When Max Stassi was drafted in the fourth round by the Oakland Athletics in 2009, he figured to be on the fast track to the big leagues. Gold Sox manager Jack Johnson predicted he would be in the majors in 3˝ years. Injuries and a trade, however, seemed to slow down his progress. But on Tuesday, while in Double-A Corpus Christi, he got the call.
Prior to the start of the year, the highly-touted catching prospect out of Yuba City High School hadn't been healthy. He had a shoulder issue, and battled what is called a sports hernia. On Valentine's Day, the A's made a trade with the Houston Astros to acquire infielder Jed Lowrie. Stassi was included in the package that went to Texas.
Stassi had spent the entire season with the Corpus Christi Hooks. He was batting a healthy .277 with 17 homers and 60 RBI. Not staggering numbers, but Carlos Corporan was hit in the face and suffered a concussion. The Astros needed a backup, and figured it was time to give Max his shot.
"It was unexpected," Stassi told MLB.com before the game. "I was just hanging out on an off-day at Sonic with a couple teammates in Double-A. Next thing I know, my phone is ringing and it's my manager, Keith Bodie, and he's telling me to pack my stuff and I'm heading to Arlington. It was a pretty exciting time."
In Arlington against the Texas Rangers, Stassi batted seventh and was the designated hitter. He struck out his first time up. In Yuba City, a crowd gathered at a local sports bar and restaurant and cheered him on. Max's father Jim Stassi, who was also his high school coach, made the trip to the Dallas area to watch his middle son realize a dream.
Stassi singled up the middle in his second major-league at-bat, just four years and two months after being drafted at age 18. The prediction of his Gold Sox manager of three and a half years was pretty close. On the next play, a ground ball to short. The throw to second went into center field, but Max didn't see it, and thought he had been forced. He started to walk toward the dugout and was tagged out. It was an embarrassing moment in his first major league game, but a minor gaffe. Stassi would single again before the end of the night, and ended up with a 2-for-3 debut.
As exciting as Stassi's first night in the majors was, his second was a nightmare. In the eighth inning with the bases loaded, he picked up his first big-league RBI the hard way—he was hit in the face with a pitch. The ball glanced of of his shoulder, and as Max tried to turn his head, it got him in the nose and mouth. Stassi left the game with his face in a towel, but later tests would show nothing broken. He was diagnosed with a 'mild to moderate' concussion, and ended up like Corporan—on the 7-day concussion disabled list.
It may depend on the extent of Corporan's injury, but Stassi could return to the Astros in a week, or maybe he'll go back to the minors until September. The minor league season is almost over, and major league rosters can expand on September 1. With the Astros on pace to lose well over 100 games, the organization might as well look at Stassi, and what he brings to the table. Rated as an excellent defensive catcher with some pop in his bat, Max could get a lot of time either behind the plate or as the DH as the season winds down.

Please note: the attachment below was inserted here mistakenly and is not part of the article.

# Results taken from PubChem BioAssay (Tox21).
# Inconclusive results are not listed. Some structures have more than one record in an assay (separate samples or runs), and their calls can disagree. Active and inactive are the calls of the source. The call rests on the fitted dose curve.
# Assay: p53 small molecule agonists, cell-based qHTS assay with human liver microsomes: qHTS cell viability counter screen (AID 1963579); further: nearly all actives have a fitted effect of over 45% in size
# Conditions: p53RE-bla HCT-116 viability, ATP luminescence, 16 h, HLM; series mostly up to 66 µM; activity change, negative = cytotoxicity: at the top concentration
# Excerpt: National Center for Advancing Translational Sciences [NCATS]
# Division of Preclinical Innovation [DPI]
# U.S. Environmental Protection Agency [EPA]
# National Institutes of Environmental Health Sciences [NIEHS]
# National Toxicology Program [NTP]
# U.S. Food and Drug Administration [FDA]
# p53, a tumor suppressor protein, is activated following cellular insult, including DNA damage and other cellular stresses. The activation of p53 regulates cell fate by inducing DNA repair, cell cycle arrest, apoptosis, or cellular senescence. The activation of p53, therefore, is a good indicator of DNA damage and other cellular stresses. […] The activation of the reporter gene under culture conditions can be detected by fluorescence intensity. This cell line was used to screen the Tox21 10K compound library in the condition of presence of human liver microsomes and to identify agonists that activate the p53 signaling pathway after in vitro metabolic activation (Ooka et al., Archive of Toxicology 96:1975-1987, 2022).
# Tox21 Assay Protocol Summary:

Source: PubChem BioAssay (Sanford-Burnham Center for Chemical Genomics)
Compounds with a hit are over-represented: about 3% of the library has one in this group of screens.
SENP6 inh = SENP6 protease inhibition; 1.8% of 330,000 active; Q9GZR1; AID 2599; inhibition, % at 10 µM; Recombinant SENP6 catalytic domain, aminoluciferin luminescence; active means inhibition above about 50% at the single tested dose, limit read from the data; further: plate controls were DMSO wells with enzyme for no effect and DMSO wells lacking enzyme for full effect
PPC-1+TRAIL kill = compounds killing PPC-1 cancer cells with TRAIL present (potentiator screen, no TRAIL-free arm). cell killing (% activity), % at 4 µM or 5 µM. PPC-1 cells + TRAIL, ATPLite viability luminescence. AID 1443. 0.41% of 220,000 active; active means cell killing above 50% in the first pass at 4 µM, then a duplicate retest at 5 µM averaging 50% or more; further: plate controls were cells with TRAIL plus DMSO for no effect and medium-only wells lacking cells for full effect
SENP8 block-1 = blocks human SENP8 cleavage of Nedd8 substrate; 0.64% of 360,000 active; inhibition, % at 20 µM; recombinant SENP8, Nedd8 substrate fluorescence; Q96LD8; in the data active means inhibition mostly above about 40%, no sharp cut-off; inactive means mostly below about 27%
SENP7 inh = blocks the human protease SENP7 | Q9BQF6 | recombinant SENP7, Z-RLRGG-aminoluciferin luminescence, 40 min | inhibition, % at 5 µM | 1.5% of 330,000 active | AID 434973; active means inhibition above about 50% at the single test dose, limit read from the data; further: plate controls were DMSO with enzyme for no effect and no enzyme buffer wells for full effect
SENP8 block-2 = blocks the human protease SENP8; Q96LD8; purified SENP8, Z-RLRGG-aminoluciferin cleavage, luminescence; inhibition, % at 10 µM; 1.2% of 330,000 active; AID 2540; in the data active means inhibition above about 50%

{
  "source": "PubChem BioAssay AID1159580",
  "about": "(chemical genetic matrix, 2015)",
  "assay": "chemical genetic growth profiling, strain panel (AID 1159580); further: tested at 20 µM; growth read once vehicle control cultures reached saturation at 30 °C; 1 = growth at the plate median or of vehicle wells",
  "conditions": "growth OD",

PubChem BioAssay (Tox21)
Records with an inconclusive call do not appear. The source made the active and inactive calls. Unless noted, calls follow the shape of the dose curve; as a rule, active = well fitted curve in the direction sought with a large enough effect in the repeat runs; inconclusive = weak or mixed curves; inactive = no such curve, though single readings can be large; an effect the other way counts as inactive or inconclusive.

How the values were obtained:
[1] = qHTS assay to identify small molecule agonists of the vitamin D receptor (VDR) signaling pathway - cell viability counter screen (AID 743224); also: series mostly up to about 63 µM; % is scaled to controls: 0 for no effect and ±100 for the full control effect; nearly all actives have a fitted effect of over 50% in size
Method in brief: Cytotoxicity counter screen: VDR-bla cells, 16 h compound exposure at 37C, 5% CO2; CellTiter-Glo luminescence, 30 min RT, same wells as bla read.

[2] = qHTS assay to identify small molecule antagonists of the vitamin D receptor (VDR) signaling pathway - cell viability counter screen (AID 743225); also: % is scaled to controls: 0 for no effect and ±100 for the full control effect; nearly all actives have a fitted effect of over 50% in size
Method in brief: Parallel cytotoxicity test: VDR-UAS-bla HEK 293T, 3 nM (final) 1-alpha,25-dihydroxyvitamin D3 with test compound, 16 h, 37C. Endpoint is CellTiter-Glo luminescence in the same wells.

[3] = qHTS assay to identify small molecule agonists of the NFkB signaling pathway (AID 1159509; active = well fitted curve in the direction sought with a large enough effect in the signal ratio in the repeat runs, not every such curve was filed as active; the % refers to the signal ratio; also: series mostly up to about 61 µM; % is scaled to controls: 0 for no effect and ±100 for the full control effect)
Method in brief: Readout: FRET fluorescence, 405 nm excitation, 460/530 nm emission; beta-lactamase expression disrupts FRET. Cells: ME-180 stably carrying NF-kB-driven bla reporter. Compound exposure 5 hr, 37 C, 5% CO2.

By the way, the Astros visit Oakland September 5-8. Hopefully Stassi will be healthy enough to be back on the active roster. If he is, you can guarantee a large Yuba City-Marysville contingent in the stands.
More Stassi: The best comment about Stassi's debut came on Twitter from Appeal-Democrat sports editor Jimmy Graben, who played high school ball with Stassi: “Hard to play 'journalist' when you've known someone your whole life and played alongside him. Max Stassi making YC proud tonight”... I've only known Stassi since he was 15 and a freshman in high school. The first time I interviewed him, he was wearing braces.
Stassi is the second Gold Sox alumnus to make his major league debut this season, with pitcher Curtis Partch of the Cincinnati Reds being the other. Stassi is the fifth Gold Sox player to make it to the majors, joining Dallas Braden, Tommy Everidge, Anthony Bass, and Partch. The Astros host Cincinnati September 16-18, a chance for the first-ever former Gold Sox matchup in the major leagues.
Dodgers: A quick trip to Palmdale this weekend, and took Mom to the Dodgers-Red Sox game Sunday night. The Dodgers hadn't lost a series in almost two months, but I was there to see the streak end. The Red Sox won 8-1, and Yasiel Puig went 0-for-3. Nothing against Puig, because the Boys in Blue were held to just three hits, while the Red Sox hit three homers. Be careful if you look up, because I don't think Mike Napoli's shot has come down yet...
Interesting that one of the sponsors of Dodger baseball is Time Warner Cable, which is in a contract dispute with CBS and its network-owned stations. One of those stations is KCAL Channel 9, which airs several Dodger games. So Time Warner is sponsoring a broadcast that it is refusing to show. Strange days indeed.
Back to the minors: On my way back to Marysville tonight, I am stopping in Bakersfield to take in (at least part of) a minor league game. Sam Lynn Ball Park has long been considered one of the worst in America. If nothing has changed, it is supposed to be closing down after this season, so I thought I'd soak in the awfulness one last time.